For some time now regulators and analysts have been expressing concern about billions of pre-recession home equity lines of credit—HELOCs—nearing their “end of draw” period. While typically borrowers could make only interest payments during the draw period, the time when they could transact from their accounts, once the end of draw occurs, they must make payments of both interest and principle, to amortize the loan. Payment shock is a concern, as is the corollary concern that in many markets current home values will not support rollover of the credit into a first mortgage or otherwise, to retire the HELOC.
TransUnion Inc. has unveiled research that puts this risk in a new light.
“The risk is both broader and narrower,” says Ezra Becker, co-author of the study and vice-president of research and consulting for TransUnion, in an interview.
Broader, says Becker, in the sense that it must be examined in light of HELOC borrower’s other indebtedness—they rarely only have HELOC obligations, also having credit card, auto loan, and other credit to pay off. Becker explains that some borrowers may pay their HELOCs and not pay other debts, for example.
Narrower, Becker continues, in the sense that many HELOC borrowers may be more able to handle payment shock than some believe. This is not to say that there won’t be some consumers heading into trouble—only that not all HELOC borrowers are going to be in hot water.
“The hard science behind the issue doesn’t indicate a massive meltdown,” says Becker. “We don’t think that it warrants an alarmist perspective.”
Nor does Becker think there should be any surprises for lenders who have their act together, nor for consumers who look ahead and address how significantly their monthly payments will rise once amortization begins.
Those whose homes have retained or regained value enjoy an advantage others will lack. “If you have equity in the home, you will have more options,” says Becker. “But if your home is still underwater, it will be hard to do anything.”
Essentials of TransUnion’s case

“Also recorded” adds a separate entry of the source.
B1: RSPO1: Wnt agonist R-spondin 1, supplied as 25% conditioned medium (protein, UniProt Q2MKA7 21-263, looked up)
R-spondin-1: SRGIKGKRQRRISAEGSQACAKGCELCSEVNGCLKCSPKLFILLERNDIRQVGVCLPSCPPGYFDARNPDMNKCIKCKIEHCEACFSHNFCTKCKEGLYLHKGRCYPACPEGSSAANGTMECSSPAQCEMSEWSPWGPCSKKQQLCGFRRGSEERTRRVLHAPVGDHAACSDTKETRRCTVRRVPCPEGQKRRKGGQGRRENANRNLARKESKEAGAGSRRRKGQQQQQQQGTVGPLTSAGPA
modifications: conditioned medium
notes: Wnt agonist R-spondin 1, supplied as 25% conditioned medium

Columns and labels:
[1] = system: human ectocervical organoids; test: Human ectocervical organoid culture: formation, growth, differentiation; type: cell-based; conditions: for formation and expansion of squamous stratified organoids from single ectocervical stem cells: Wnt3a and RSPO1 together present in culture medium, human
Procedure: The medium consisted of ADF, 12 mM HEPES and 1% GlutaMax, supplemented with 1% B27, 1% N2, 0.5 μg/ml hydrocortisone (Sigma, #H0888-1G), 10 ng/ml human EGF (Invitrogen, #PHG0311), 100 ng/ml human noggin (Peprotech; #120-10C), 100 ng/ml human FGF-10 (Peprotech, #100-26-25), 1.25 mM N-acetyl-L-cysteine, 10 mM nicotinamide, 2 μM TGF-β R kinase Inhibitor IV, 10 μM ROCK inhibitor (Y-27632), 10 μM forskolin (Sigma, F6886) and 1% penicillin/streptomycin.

The credit reporting and analysis company’s argument is that there is much data in credit files and bank files available by which to identify those customers who will be in the pockets of a HELOC lender’s portfolio that will be challenged or even severely troubled by the time the end-of-draw period commences. TransUnion believes that the greatest risk of default involves less than 20% of balances.
The company says there are nearly 16 million American consumers holding approximately $474 billion in HELOC balances, as of yearend 2013—$438 billion of which had not hit end of draw yet.
Many borrowers have HELOC balances exceeding $100,000. The company estimates that $50 billion to $79 billion of those balances could be at “elevated risk” over the next few years. Nearly half of the outstanding lines were originated between 2005 and 2007, and they frequently had ten-year draw periods—hence, they will be nearing end-of-draw soon.
TransUnion’s study evaluated a large sample of loans and drew conclusions about the HELOC universe from that analysis. Some key conclusions:
• Capacity to absorb payment shock is important. Some borrowers have it. For example, some consumers may have already been making excess payments on their HELOCs. Those payments, used to retire principal early, will now be available for the required amortizing payments.
• About 40% of the outstanding balances belong to borrowers with very little capacity to absorb payment shock. Likewise, about 29% of the balances are held by borrowers who don’t have viable options for existing the loan, such as by selling the house.
• However, the data in the previous point indicates that many other HELOC borrowers may have viable options or the ability to handle payments at some level.